(Shimada et al., 1994). A potent inhibitor of one of these CYP enzymes can be developed provided that a profile of drug interactions is defined by conducting targeted clinical studies and included in the label. A factor that should be considered in assessing the implications of CYP inhibition by likely co-administered drugs on the exposure/plasma level of a test compound is the number of different CYP enzymes that metabolize the test compound. Thus, disposition of a compound that is metabolized by multiple CYP enzymes is not likely to be affected much due to inhibition of one of the CYP enzymes by a co-administered drug. Finally, as is the case with most in vitro parameters, before any decision is made about selection of drug candidates based on their inhibitory potency toward a CYP enzyme, it is important to determine if the in vitro potency corresponds to a similar inhibitory potency in vivo.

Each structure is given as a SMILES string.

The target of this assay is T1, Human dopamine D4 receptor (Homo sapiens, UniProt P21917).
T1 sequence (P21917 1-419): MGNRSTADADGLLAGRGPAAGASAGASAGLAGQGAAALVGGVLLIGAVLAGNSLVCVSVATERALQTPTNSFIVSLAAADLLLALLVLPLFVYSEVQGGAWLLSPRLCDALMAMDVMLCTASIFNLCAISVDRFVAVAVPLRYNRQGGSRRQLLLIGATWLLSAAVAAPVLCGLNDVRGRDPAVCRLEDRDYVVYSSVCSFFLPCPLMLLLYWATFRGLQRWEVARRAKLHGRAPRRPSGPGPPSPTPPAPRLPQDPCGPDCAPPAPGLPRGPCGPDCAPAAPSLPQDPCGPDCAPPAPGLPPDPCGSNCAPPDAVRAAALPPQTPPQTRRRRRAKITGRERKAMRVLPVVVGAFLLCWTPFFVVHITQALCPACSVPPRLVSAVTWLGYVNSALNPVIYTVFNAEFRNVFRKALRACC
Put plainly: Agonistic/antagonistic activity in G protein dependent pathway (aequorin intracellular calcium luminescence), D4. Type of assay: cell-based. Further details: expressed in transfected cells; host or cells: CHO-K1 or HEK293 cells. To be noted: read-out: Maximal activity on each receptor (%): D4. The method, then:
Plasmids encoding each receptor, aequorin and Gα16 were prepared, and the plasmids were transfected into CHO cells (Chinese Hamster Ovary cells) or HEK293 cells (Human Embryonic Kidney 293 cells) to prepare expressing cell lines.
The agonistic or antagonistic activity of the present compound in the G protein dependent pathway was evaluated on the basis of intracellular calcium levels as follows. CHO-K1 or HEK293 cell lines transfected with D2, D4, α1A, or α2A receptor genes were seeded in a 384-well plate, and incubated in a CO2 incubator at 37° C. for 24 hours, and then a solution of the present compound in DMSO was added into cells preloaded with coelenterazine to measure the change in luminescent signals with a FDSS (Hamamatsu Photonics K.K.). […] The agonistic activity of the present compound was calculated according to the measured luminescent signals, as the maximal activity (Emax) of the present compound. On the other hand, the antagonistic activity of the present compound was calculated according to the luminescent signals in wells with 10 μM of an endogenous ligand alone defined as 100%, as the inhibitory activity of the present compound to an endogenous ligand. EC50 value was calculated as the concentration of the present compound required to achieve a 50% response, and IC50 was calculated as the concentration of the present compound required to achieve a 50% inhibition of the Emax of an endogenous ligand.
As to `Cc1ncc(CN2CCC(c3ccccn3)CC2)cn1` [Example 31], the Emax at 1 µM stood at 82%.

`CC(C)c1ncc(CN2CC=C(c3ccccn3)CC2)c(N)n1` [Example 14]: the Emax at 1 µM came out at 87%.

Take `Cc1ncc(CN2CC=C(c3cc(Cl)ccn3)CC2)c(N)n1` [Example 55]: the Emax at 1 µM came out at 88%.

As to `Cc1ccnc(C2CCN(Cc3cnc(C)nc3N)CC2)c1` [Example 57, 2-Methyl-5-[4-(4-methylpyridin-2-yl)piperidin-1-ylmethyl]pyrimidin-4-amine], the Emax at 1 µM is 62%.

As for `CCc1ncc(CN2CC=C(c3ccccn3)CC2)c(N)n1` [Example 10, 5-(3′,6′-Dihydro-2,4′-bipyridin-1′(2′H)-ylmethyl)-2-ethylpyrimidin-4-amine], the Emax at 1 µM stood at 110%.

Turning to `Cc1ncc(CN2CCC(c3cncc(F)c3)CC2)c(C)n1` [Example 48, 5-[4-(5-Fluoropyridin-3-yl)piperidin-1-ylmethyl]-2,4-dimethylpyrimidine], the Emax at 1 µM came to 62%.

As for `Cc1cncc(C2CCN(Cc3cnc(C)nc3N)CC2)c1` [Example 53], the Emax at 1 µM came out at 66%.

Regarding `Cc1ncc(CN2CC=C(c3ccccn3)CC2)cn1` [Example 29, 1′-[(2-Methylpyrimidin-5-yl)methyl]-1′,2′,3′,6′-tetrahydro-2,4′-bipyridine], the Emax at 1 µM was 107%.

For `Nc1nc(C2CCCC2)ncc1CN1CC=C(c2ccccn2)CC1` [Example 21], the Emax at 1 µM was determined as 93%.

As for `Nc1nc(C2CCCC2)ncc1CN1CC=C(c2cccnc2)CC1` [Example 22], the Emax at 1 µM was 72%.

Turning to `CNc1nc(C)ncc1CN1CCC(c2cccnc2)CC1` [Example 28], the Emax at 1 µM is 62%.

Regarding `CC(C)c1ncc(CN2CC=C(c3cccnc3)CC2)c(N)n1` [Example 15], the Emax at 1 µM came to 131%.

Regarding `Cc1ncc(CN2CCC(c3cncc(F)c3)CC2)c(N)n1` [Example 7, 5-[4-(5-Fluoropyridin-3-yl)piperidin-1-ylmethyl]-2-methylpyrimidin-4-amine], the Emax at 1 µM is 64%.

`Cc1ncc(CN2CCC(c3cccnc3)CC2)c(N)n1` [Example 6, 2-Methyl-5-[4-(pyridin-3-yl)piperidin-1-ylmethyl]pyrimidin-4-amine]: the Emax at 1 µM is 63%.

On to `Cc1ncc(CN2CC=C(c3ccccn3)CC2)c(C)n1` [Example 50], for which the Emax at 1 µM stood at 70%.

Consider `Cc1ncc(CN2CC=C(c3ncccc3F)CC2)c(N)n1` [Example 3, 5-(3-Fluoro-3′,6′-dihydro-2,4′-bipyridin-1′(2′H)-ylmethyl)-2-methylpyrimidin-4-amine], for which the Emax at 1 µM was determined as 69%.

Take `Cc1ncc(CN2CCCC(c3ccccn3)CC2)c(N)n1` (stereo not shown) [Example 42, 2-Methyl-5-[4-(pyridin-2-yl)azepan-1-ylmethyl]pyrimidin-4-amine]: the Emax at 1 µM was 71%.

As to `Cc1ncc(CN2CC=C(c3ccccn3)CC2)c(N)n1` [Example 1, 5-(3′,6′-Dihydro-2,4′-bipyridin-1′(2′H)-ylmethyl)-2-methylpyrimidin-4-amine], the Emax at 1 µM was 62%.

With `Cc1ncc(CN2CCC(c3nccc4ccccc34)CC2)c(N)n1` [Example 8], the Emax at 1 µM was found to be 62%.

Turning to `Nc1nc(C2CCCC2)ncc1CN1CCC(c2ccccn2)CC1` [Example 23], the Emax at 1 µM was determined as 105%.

Several human CYP enzymes such as CYP1A1/CYP1A2, and CYP2B6, CYP2C9/CYP2C19, CYP2E1, and CYP3A4, are induced in response to repeat administration of certain agents (reviewed in Lin and Liu, 2001; Savas et al., 1999). Significant induction of CYPs can lead to increased clearance of the drug that induces the CYP, or other co-administered drugs that are substrates for the induced CYP. When this increased clearance leads to sufficient decrease in plasma concentrations such that the efficacy of a therapeutic agent is diminished, it can lead to sub-optimal therapeutic response - e.g. loss of efficacy of contraceptive steroids or HIV protease inhibitors due to CYP3A4 induction. Hence, the potential to induce CYPs is evaluated as a part of the candidate selection process. The in vitro model most often used is the one in which primary hepatocytes are cultured with extracellular matrix elements in sandwich-culture configuration (Maurel, 1996; LeCluyse et al., 1996; LeCluyse, 2001; Silva and Nicoll-Griffith, 2002). The cells are exposed to potential inducers for a period of time, after which induction of an enzyme (e.g. CYP3A) is assessed by measuring its activity or by quantifying the corresponding mRNA using quantitative real-time reverse transcriptase polymerase chain reaction (RT-PCR). With improved understanding of the molecular mechanism involving the role of nuclear receptors such as PXR and CAR in the induction of CYP enzymes (Savas et al., 1999, Honkakoksi and Negishi, 2000; Wang and LeCluyse, 2003), efforts are being made to develop and implement high throughput assays based on reporter gene constructs (Moore and Kliewer, 2000). Since there are significant species differences in the induction profile of CYP enzymes, induction potential of test compounds in different species should be evaluated using hepatocytes from the respective species. Better understanding of subtle differences in the regulatory mechanisms for expression of inducible CYP enzymes in different species will provide tools for development of species-specific high throughput assays for CYP induction.